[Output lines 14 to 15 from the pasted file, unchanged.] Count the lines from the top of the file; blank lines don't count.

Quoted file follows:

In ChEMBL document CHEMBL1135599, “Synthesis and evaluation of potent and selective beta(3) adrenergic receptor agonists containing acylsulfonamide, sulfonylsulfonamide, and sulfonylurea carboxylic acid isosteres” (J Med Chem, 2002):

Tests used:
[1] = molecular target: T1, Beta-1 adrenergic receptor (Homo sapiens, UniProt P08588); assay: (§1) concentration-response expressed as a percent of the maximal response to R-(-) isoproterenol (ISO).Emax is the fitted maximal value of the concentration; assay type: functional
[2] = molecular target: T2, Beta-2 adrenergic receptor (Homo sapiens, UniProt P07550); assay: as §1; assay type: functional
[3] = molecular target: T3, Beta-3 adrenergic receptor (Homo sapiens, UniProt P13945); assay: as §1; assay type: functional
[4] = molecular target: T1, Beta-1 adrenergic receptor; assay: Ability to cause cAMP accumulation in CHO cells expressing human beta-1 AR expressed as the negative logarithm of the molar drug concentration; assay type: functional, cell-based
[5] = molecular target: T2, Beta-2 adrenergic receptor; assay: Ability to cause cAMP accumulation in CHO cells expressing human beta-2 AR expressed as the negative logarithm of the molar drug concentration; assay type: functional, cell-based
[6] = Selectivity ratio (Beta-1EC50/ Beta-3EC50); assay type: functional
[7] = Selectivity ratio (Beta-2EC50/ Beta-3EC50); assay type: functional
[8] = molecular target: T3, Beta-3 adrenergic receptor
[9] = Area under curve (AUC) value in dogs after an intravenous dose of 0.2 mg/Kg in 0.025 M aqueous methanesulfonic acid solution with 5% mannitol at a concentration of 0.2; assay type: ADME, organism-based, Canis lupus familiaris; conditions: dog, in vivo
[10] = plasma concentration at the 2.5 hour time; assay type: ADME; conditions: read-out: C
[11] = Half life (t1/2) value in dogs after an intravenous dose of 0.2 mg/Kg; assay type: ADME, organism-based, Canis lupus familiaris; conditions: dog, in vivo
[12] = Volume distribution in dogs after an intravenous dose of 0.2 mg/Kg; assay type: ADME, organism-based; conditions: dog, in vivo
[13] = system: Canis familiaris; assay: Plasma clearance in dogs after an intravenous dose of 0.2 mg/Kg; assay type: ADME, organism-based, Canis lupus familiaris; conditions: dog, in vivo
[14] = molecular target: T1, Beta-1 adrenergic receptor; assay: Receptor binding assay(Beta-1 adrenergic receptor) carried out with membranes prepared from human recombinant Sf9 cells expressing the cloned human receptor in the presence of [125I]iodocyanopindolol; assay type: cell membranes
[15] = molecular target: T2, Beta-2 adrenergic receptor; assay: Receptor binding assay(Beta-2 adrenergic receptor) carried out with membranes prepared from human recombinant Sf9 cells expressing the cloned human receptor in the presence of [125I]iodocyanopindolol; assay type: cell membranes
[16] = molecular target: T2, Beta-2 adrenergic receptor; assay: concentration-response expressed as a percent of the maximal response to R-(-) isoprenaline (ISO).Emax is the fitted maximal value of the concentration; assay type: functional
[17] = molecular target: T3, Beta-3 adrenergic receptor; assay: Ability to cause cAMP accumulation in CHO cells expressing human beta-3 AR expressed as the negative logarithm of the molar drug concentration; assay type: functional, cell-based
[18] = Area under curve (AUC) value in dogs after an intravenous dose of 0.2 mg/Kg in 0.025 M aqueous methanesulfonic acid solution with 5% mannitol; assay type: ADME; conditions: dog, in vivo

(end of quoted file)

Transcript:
[12] = Volume distribution in dogs after an intravenous dose of 0.2 mg/Kg; assay type: ADME, organism-based; conditions: dog, in vivo
[13] = system: Canis familiaris; assay: Plasma clearance in dogs after an intravenous dose of 0.2 mg/Kg; assay type: ADME, organism-based, Canis lupus familiaris; conditions: dog, in vivo